I’m so excited to have J over today for an interview. I reviewed book one of his Existence Series last month, and book two is coming out in April!
Tell us a bit about yourself.
Please, call me J.
I weave fantasy with lore to unhinge your mind. This speculative fiction and reference author is happily married and living in Pennsylvania (USA) on the original lands of the Lenni-Lenape people. When not reading or writing, I enjoy playing video games, advocating for equity in racial and social justice, finding happy cat videos, reading, and watching high-energy movies.
J Lenni Dorner (he/him 👨🏽 or they/them) ~ Speculative Fiction & Reference Author, OperationAwesome6 Debut Author Interviewer, and Co-host of the #AtoZchallenge
What is the basic premise for The Existence series?
It’s about the power of unity to overcome even the darkest forces. The (antagonistic) Eyes in the Shadows believe that The Existence (protagonists) keep people’s souls trapped on Earth, unable to move on to an afterlife. They seek to destroy these omnipotent beings in the hopes of ending all life on Earth. Only by working together can The Existence defeat them. It’s also about reevaluating at what point one could be doing more harm than good by interfering.
Where did the inspiration for this story come from?
I was told a legend by a storykeeper of my tribe. With encouragement and permission, I adapted it to more modern times.
What kind of research did you do for this story?
The Existence series requires a ton of research. Weather, space rocks, expensive vehicles, animals, fashion, whale migration patterns, maps, NYC codes and dates they came into effect, different foods, mythologies from other cultures, teas, the list goes on and on.
Do you enjoy books filled with mythology and folklore?
I absolutely love books with mythology and folklore, especially the lesser-known stories from cultures that were diminished or are vanishing.
Have you ever considered writing under a pseudonym, and why or why not?
I was raised that parents do not name Lenni-Lenape children. Nicknames, generally in reference to relationships, are used to identify each other. (Son, Dad, Uncle…) The Name-Giver, a sacred tribal position, comes to a person when the spirits give the Name-Giver a name for the person. Only one other person can ever know that true name.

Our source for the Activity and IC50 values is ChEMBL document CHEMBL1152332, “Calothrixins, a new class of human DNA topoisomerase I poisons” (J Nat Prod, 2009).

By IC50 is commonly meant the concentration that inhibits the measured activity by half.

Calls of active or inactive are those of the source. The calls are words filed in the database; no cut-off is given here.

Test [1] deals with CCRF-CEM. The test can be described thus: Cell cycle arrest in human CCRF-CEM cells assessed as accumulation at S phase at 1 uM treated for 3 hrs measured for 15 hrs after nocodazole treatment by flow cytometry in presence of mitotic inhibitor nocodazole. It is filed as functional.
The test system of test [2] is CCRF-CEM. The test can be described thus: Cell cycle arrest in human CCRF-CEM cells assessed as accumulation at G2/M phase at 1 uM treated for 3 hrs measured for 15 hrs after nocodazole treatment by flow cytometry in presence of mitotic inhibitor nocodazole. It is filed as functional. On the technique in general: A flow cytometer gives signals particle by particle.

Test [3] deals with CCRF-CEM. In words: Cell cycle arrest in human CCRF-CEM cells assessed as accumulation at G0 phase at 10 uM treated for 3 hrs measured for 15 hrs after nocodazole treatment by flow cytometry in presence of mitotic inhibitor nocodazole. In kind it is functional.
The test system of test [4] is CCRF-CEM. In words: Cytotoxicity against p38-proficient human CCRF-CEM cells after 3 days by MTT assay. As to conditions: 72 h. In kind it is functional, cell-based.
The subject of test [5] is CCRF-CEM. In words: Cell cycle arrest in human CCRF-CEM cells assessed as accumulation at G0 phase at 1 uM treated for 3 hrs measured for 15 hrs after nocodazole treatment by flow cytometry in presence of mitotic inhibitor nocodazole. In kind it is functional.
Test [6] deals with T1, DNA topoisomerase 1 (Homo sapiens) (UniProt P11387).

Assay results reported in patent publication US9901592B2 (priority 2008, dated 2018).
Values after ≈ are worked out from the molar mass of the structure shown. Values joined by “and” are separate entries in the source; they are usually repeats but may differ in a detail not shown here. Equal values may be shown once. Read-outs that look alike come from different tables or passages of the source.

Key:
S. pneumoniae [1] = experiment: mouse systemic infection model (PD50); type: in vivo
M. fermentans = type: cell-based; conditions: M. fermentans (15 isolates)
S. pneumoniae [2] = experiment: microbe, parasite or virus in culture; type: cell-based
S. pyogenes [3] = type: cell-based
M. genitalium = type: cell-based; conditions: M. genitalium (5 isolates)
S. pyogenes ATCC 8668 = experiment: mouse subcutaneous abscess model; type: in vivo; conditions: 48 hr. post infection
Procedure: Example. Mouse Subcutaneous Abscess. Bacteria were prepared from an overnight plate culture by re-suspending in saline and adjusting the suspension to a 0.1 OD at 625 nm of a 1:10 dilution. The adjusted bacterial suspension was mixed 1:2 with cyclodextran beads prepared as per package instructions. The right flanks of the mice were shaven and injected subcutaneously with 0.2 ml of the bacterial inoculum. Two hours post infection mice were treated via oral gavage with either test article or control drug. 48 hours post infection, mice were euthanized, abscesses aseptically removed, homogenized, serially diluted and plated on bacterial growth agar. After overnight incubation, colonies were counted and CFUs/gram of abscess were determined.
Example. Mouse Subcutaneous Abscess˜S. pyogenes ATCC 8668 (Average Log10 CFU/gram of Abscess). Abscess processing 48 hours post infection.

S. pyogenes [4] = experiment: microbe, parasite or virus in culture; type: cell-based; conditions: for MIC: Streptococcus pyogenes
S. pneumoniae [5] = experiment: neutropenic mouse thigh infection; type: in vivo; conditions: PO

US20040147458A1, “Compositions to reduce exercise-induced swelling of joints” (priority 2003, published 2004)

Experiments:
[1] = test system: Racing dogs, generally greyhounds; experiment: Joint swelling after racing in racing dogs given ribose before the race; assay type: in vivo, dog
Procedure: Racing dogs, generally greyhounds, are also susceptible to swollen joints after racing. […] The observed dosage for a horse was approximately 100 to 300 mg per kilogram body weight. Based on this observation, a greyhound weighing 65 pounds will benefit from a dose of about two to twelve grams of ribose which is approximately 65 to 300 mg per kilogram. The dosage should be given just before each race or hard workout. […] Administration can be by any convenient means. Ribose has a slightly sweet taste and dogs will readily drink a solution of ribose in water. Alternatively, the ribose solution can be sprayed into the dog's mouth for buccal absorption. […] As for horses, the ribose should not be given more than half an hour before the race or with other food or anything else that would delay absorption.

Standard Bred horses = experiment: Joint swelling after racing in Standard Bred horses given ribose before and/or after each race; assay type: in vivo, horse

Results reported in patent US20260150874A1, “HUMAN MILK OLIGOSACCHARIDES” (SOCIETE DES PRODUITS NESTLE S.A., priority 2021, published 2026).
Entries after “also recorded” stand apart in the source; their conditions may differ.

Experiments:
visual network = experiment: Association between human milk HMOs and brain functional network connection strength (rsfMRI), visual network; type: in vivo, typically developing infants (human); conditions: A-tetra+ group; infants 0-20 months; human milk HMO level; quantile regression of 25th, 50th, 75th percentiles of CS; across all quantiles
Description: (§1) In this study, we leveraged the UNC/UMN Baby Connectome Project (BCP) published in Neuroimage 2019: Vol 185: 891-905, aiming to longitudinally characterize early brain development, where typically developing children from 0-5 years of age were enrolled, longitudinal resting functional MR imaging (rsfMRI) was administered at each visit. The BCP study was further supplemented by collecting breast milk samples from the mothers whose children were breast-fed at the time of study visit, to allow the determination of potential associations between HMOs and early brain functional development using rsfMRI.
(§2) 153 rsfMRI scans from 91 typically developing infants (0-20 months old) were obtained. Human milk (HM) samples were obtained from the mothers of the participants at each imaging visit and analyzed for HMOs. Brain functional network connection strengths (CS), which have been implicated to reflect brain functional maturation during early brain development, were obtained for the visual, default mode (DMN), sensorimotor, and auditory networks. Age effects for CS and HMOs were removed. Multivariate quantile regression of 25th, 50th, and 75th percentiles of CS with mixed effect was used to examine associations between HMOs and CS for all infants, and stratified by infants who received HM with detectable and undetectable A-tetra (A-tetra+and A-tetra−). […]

Technically, any name I use in an everyday setting is a pseudonym. I’ve been going by J since my youth. (Did you know that most people add a superfluous “ay” to spell the name “Jay”? I didn’t.) It’s what I call this body. It is not the name of my soul, it is not the name from the Name-Giver. It’s just what I use to blend and function in the bizarre culture of the world that shares names so freely.
What do the words “writer’s block” mean to you?
Good mental health is a struggle for many people. Writer’s Block happens when a writer suffers from a mental health crisis that hinders them from passionately turning creative inspiration into the written word. It isn’t something of which to be ashamed. Support, stress reduction, and stability can help to prevent and treat it.
How do you process and deal with negative book reviews?
Never, ever respond.
Write something scathing that the reviewer will never see and no one will ever know is about them or their review. But never, ever respond publically.
Some reviews aren’t about the actual book, it’s about someone finding a space to vent their own frustrations, feelings, or unmet needs.
What is the most difficult part of your writing process?
Accepting imperfection. I spent a great deal of money editing the first book. There were still errors, partly because different regions use different dialects and have different rules about grammar and spelling. (In Philadelphia, most people would agree that “alright” is a word. In other areas, it needs to be changed to “all right” to be correct. Plus, style guides have a real debate going on when it comes to correct comma usage.)
How long have you been writing or when did you start?
Making up stories in my head got me through a very dark childhood. I’m not sure what my exact age was when I learned how to write though. I was told that my soul is meant to keep stories, so this is really what I’m supposed to do with my life.
What comes first for you — the plot or the characters — and why?